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Farmers urged to Protect The Asset That is You from UV damage

3 Mins read
News
BT Coleraine

The Northern Trust Farm Family Health Checks Programme, along with Rural Support, is urging agricultural workers to protect themselves against skin cancer.

Over the last 40 years skin cancer rates have trebled, and in 2018 just over 4500 people in Northern Ireland were diagnosed with a skin cancer. It is now the most common cancer diagnosed in Northern Ireland with a large proportion of this attributed to over-exposure to UV rays from the sun.

Christina Faulkner, The Farm Families Health Checks Programme Co-ordinator with the Northern Trust, explained: “Over the last 8 years only 28% of the outdoor workers we have seen, who are mostly farmers, use any form of UV protection. We are keen to make this target audience aware of their specific risk and to understand how they can protect themselves to reduce the risk of developing skin cancer in future years. This is part of the ‘Protect The Asset That Is You’ Campaign which aims to make farmers aware of how important their health is and to work proactively to protect it.”

Lynsey Atkinson, Macmillan Nurse Specialist for skin cancer in the Northern Trust, advised: “Within our service we find a lot of people diagnosed with a skin cancer are from a farming background, and that is mostly due to UV exposure accumulated whilst outdoors and often no protection measures put in place.

Many skin cancers are preventable and it is so important to get the message out there about protecting our skin from over-exposure to UV rays. I am very aware that livelihoods depend on outdoor working, even more so in good weather but if people are aware of the risks of skin cancer, and how to protect their skin, it could reduce the risk of developing a potentially life-threating or disfiguring condition”

Lynsey gave advice on some of the simple steps that can be taken to reduce this risk:

Putting on sun cream – Even in Northern Ireland on grey dull days UV rays can still penetrate the skin, so it is important to get sun cream on, factor 30 is usually sufficient, and preferably one with a 4 or 5* UVA rating. It is important this is reapplied during the day, and remember areas such as the ears, scalp, back of hands, around the eyes and lips.

Farmers should also be aware that UV rays can damage the skin even through glass when in the cab of a tractor or digger.

Wear sunglasses – To protect the eyes

Wear a wide brim hat – To cover the ears and back of the neck.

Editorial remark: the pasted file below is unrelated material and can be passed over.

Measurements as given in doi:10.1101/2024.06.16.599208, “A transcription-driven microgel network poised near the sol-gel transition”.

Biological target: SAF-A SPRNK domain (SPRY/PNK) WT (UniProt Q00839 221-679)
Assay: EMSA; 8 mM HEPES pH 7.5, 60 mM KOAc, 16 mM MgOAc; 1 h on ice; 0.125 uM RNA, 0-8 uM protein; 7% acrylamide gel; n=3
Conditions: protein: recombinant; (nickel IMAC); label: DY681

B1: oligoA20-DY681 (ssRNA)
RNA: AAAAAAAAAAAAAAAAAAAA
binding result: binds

Skin cancer can affect anyone at any age but is more common if you are over the age of 50 or have spent a lot of time in the sun for work or leisure.

Veronica Morris, CEO of Rural Support commented, “As you know weather in this part of the world isn’t exactly tropical. However, it is important to heed the advice of the experts and take care in the sun. Rural Support welcomes the opportunity to highlight the importance of our farmers protecting their most important assets – themselves.”

You are also at higher risk if you have a history of sunburn, more than 50 moles, have a close family member who has had skin cancer or if you have reduced immunity. People with very fair skin and red or fair hair need to take particular care

Whilst a large proportion of the population mistakenly believe they are Type 3 skin which usually tans, the vast majority of people in Northern Ireland are actually either Type 1 or 2. These types have limited ability to protect their skin from UV exposure and are more at risk of developing a skin cancer. The importance of UV protection is therefore critical.

It is also important to remember the importance of early detection, as with all cancers. If diagnosed early most skin cancers can be very successfully treated. It is important to check your skin regularly, usually once a month, Don’t forget to check the soles of your feet, your scalp, between your toes, neck and nails as skin cancer can develop even on an area not exposed to the sun.

Know your skin and what is normal for you. As well as changes to an existing mole, other skin changes to look out for include:

A new mole, growth or sore such as a rough, scaly patch of skin, a lump, or ulcer that is

Inflamed

Growing

Bleeding

Crusting

Red around the edges

Itchy or sore

Changing in any way

Doesn’t heal in 3-4 weeks

If you do notice any of these it is very important you attend your GP for assessment.

Treatment for skin cancers are often more straightforward when they are diagnosed in the early stages. Don’t ignore it, hoping it will go away.

Prevention is better than cure but early detection is the next best thing and will help to protect the most important asset your farm has – you.

For further information on skin cancer visit www.careinthesun.org.

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